Is there anything more frustrating than being locked out of your Corvette and having to wait God-knows-how-long for a locksmith? How about being locked out because the key broke off in the door? Still not agonizing enough for you? Well, all this happened to yours truly only hours after purchasing my first Corvette, an '84 I affectionately call "The Bronze Bomber"-and in public, no less. What a way to start out!
Annoying as this situation was, it did determine what the first tech piece on this car would be. At the very least, a new door lock cylinder was a must. Corvette Central sells them in pairs, though the new pair wouldn't match the interior compartments. Not wanting to carry a third key, we compared the cost of re-keying the interior locks with that of getting a whole new lock set. The prices were close enough for us to go with all-new locks and ignition (we'll show you how to replace that in a future issue). Given that the outer door widow seal had just been assaulted by a "Slim Jim", we ordered a pair of these as well, and a few other goodies we'll show you here.
We kept a factory shop manual close at hand and paid attention to how the original parts were assembled. The installation took what amounted to an entire day to accomplish. The hardest part, of course, was the door lock cylinders. Access to the inside of the door handle area was the toughest hurdle to clear, which brings us to our first caveat. In order to get the space we needed to replace the cylinders-and take pictures while doing so-we removed the sheetmetal inner mounting plate that resides behind the door panel, as well as the lock mechanism itself. This also gave us a chance to clean and lubricate the door locks. One experienced C4 mechanic we consulted, however, said that he does the job without removing these pieces. It's a tight fit, but who are we to argue? The process for the lock cylinders is the same either way, and we suggest that you do whatever works best for you.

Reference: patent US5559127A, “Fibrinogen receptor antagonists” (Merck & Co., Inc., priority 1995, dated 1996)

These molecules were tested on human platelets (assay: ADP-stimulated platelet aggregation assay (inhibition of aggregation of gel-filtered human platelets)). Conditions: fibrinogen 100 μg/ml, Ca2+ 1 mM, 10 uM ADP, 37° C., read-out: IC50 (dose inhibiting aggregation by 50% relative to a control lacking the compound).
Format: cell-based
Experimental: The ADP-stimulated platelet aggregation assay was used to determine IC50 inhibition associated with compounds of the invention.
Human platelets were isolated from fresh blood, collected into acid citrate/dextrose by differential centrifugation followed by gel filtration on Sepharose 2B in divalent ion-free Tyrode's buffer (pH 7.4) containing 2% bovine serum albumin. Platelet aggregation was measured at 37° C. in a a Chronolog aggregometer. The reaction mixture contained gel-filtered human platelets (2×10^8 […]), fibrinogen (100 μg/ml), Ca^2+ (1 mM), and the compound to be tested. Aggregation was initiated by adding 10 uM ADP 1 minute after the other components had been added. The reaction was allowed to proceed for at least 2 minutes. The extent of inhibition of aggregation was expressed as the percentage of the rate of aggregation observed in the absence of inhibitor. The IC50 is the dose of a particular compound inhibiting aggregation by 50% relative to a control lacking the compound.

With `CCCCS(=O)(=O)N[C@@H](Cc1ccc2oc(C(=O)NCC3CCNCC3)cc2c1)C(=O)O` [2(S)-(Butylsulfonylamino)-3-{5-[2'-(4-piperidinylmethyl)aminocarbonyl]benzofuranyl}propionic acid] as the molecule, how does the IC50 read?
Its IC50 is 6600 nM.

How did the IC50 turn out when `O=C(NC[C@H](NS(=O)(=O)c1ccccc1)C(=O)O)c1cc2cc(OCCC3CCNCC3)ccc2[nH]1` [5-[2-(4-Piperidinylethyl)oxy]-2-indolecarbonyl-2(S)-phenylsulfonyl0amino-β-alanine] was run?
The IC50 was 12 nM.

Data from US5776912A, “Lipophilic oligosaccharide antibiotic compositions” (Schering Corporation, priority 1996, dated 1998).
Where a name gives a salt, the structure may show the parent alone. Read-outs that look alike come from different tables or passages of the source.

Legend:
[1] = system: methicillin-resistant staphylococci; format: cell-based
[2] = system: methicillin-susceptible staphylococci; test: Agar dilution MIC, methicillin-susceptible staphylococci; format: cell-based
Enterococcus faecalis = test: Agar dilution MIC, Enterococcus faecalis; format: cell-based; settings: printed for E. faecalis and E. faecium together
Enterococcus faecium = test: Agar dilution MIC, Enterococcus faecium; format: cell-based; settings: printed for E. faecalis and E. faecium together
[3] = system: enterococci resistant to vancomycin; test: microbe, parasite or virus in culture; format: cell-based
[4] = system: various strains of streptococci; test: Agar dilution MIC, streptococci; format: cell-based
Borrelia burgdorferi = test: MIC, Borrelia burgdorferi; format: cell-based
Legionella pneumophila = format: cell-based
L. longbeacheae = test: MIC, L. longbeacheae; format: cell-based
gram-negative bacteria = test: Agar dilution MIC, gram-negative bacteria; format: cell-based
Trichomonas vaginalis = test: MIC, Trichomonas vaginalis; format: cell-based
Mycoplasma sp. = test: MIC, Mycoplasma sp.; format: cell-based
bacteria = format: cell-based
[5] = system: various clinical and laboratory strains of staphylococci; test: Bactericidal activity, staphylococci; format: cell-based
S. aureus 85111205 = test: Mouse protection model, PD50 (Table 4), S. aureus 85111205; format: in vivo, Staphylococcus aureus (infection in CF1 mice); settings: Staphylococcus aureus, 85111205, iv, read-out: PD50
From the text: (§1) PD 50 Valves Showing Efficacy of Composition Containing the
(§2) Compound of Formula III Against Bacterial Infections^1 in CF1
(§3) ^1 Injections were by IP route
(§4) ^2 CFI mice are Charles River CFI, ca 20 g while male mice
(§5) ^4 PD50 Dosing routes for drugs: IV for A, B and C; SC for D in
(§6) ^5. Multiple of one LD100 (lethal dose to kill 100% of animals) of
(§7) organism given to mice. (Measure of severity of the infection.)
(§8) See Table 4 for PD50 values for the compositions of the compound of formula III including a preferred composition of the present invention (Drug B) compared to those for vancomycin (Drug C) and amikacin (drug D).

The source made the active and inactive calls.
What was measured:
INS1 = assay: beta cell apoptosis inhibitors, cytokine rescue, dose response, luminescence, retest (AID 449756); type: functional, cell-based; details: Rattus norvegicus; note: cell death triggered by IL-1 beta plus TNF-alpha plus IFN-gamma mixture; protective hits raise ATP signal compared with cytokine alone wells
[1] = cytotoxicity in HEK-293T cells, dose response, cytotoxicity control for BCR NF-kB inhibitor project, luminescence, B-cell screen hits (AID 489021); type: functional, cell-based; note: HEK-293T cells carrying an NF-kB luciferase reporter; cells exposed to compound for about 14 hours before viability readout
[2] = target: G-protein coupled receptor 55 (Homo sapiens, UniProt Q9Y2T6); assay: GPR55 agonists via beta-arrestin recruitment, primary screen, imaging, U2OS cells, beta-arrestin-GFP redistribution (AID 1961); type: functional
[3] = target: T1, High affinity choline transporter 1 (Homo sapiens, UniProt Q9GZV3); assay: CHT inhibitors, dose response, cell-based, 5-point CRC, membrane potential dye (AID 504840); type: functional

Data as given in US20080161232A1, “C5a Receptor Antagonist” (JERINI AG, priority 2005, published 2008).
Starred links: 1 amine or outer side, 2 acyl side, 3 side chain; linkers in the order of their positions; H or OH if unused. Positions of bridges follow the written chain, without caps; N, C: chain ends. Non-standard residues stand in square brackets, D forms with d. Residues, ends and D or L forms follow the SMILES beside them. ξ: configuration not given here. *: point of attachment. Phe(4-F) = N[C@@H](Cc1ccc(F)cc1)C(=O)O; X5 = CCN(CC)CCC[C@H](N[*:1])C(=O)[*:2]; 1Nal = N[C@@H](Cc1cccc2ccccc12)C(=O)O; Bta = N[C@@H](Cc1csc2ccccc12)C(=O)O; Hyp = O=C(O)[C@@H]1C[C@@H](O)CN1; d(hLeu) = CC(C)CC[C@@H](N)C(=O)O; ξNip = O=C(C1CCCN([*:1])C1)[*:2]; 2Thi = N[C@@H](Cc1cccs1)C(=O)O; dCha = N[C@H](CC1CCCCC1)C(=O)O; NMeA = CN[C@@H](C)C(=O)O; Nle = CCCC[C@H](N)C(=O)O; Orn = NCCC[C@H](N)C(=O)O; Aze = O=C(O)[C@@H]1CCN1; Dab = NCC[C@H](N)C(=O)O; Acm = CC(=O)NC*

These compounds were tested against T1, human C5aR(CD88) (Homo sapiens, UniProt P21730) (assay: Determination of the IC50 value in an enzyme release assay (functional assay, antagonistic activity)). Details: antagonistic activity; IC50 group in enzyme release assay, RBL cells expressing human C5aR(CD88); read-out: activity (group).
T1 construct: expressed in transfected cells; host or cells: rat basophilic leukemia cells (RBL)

With that, lets get to it and see what it takes to make sure your C4 stays all locked up-or unlocked, as you see fit.
While We Were At It
It's a fact of life-old Corvettes develop squeaks and rattles. And some have actually claimed that '84s can be a bit noisy. Well! But since we did have the doors in The Bronze Bomber most of the way disassembled, we decided to add a few items to make sure that the ride in this '84 is as quiet and rattle-free as can be.